Conference Paper

Bus Access Optimization for Predictable Implementation of Real-Time Applications on Multiprocessor Systems-on-Chip

DOI: 10.1109/RTSS.2007.24 Conference: Real-Time Systems Symposium, 2007. RTSS 2007. 28th IEEE International
Source: IEEE Xplore


In multiprocessor systems, the traffic on the bus does not solely originate from data transfers due to data dependen- cies between tasks, but is also affected by memory trans- fers as result of cache misses. This has a huge impact on worst-case execution time (WCET) analysis and, in general, on the predictability of real-time applications implemented on such systems. As opposed to the WCET analysis per- formed for a single processor system, where the cache miss penalty is considered constant, in a multiprocessor system each cache miss has a variable penalty, depending on the bus contention. This affects the tasks' WCET which, how- ever, is needed in order to perform system scheduling. At the same time, the WCET depends on the system schedule due to the bus interference. In this paper we present an approach to worst-case execution time analysis and system scheduling for real-time applications implemented on mul- tiprocessor SoC architectures. The emphasis of this paper is on the bus scheduling policy and its optimization, which is of huge importance for the performance of such a pre- dictable multiprocessor application.

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    • "The execution time may vary greatly depending on the software components being run, i.e. depending on the system integration. Researchers have proposed to upper bound the maximum delay a software component can suffer due to interference when accessing shared resources such as buses [4] [5] or memory controllers [6]. For those resources where considering the maximum delay would remove the benefit of using them, e.g. "
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    • "Works with Deals with effect COTS Multicore E1 E2 E3 E4 Analysis method [16] No No Yes No No Mechanism [15] No No Yes No No [16] No No Yes No No [14] No No Yes Yes Yes [5] No Yes Yes Yes Yes Analysis method [4] Yes No Yes No No [10] Yes No Yes No No [13] Yes No Yes No No Mechanism [9] Yes No No Yes Yes [11] Yes Yes No No No [17] Yes No Yes No No Our work Yes Yes No Yes Yes TABLE I: Comparison with previous work. Consequently, the research community has developed (i) methods for analyzing the impact of these dependencies and (ii) run-time mechanisms that protect the execution time of one task from these effects. "
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    ABSTRACT: In commercial-off-the-shelf (COTS) multi-core systems, the execution times of tasks become hard to predict because of contention on shared resources in the memory hierarchy. In particular, a task running in one processor core can delay the execution of another task running in another processor core. This is due to the fact that tasks can access data in the same cache set shared among processor cores or in the same memory bank in the DRAM memory (or both). Such cache and bank interference effects have motivated the need to create isolation mechanisms for resources accessed by more than one task. One popular isolation mechanism is cache coloring that divides the cache into multiple partitions. With cache coloring, each task can be assigned exclusive cache partitions, thereby preventing cache interference from other tasks. Similarly, bank coloring allows assigning exclusive bank partitions to tasks. While cache coloring and some bank coloring mechanisms have been studied separately, interactions between the two schemes have not been studied. Specifically, while memory accesses to two different bank colors do not interfere with each other at the bank level, they may interact at the cache level. Similarly, two different cache colors avoid cache interference but may not prevent bank interference. Therefore it is necessary to coordinate cache and bank coloring approaches. In this paper, we present a coordinated cache and bank coloring scheme that is designed to prevent cache and bank interference simultaneously. We also developed color allocation algorithms for configuring a virtual memory system to support our scheme which has been implemented in the Linux kernel. In our experiments, we observed that the execution time can increase by 60% due to inter-task interference when we use only cache coloring. Our coordinated approach can reduce this figure down to 12% (an 80% reduction).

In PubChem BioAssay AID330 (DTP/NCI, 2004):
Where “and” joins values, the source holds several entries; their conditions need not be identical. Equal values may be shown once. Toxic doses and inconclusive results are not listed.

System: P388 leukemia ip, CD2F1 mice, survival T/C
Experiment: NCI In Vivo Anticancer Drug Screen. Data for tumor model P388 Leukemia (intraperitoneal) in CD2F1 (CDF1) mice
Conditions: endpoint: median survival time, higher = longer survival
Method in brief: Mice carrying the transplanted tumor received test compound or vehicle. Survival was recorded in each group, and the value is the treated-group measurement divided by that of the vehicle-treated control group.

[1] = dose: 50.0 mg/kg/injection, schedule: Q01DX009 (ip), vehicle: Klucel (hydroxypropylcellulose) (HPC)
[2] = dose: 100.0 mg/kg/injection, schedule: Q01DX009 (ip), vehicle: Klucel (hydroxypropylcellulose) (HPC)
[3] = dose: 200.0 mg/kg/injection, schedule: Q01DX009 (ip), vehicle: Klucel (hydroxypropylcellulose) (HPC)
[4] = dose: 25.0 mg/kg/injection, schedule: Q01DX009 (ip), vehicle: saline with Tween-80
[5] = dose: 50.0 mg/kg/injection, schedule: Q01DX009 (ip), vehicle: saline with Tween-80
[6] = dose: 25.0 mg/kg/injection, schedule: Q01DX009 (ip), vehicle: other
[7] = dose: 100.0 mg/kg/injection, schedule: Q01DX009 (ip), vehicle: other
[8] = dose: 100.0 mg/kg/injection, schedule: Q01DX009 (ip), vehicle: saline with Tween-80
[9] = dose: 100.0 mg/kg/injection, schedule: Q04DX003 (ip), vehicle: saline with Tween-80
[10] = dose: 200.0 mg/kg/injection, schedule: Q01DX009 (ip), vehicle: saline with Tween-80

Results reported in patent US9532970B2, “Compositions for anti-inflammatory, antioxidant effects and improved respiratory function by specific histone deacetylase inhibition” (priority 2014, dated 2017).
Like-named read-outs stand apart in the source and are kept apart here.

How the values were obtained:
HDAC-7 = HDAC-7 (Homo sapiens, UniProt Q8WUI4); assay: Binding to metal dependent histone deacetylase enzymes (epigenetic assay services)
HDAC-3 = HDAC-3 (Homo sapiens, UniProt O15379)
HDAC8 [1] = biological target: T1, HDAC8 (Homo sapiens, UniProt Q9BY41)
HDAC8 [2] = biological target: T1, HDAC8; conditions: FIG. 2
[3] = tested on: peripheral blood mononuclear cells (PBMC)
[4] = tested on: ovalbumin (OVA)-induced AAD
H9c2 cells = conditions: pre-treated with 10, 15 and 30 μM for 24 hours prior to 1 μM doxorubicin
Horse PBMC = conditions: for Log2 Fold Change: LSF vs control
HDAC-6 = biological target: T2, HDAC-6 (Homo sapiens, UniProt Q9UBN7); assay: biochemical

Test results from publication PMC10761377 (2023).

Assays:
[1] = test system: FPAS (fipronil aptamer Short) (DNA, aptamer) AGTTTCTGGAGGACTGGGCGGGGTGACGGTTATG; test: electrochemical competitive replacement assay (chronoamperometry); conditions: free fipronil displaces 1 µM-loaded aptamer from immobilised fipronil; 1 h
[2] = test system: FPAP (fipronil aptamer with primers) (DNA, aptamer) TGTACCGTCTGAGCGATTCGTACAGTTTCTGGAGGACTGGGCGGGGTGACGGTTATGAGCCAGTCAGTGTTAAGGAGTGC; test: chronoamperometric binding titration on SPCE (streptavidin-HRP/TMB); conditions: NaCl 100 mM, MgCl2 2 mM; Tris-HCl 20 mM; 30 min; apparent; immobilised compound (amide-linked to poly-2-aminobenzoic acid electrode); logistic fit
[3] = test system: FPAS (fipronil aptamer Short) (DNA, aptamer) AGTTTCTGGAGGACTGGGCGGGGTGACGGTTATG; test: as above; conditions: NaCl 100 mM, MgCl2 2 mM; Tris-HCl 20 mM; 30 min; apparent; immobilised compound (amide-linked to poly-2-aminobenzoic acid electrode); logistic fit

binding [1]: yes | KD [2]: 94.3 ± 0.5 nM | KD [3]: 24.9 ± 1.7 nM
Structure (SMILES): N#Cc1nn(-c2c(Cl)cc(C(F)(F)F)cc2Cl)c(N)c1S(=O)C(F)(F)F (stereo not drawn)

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    • "In the context of this work, it is noteworthy to cite the works dealing with shared memory and shared bus contention. Time Division Multiple Access (TDMA) based schemes have been proposed in [8], [20], [21], [9] and [10]. The methods approach the problem in different ways: precomputing application specific bus schedules, or analyzing buses with the assumption of separate buses for memories and data, restricting accesses to the bus in specific phases of task execution, division of the tasks into superblocks which execute in specific slots and using FlexRay like approaches to have fixed and reserved slots. "
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